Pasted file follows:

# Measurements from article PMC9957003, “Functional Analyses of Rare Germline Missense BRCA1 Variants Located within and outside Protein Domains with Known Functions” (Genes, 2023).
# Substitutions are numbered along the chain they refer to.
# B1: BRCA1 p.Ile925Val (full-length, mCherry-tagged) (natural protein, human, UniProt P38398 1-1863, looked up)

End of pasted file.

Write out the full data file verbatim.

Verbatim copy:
# Measurements from article PMC9957003, “Functional Analyses of Rare Germline Missense BRCA1 Variants Located within and outside Protein Domains with Known Functions” (Genes, 2023).
# Substitutions are numbered along the chain they refer to.
# B1: BRCA1 p.Ile925Val (full-length, mCherry-tagged) (natural protein, human, UniProt P38398 1-1863, looked up)